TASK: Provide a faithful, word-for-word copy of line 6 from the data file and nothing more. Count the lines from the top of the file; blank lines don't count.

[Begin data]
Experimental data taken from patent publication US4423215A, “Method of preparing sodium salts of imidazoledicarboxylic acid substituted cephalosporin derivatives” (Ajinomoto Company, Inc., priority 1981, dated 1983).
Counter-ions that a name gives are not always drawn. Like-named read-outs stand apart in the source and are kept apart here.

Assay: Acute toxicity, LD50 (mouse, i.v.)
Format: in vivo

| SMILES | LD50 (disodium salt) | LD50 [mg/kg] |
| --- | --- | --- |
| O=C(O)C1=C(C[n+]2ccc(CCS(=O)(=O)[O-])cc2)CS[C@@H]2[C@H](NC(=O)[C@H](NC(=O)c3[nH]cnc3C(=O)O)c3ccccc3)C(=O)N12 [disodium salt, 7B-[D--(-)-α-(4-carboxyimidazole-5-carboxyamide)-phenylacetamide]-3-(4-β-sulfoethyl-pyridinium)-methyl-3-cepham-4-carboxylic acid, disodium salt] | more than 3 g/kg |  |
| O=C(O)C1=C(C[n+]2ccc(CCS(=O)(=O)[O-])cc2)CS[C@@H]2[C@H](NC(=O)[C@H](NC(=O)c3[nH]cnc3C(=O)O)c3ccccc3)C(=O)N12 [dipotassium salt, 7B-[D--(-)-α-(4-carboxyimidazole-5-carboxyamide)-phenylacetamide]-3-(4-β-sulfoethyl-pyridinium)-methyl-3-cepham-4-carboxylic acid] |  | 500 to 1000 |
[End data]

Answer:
| --- | --- | --- |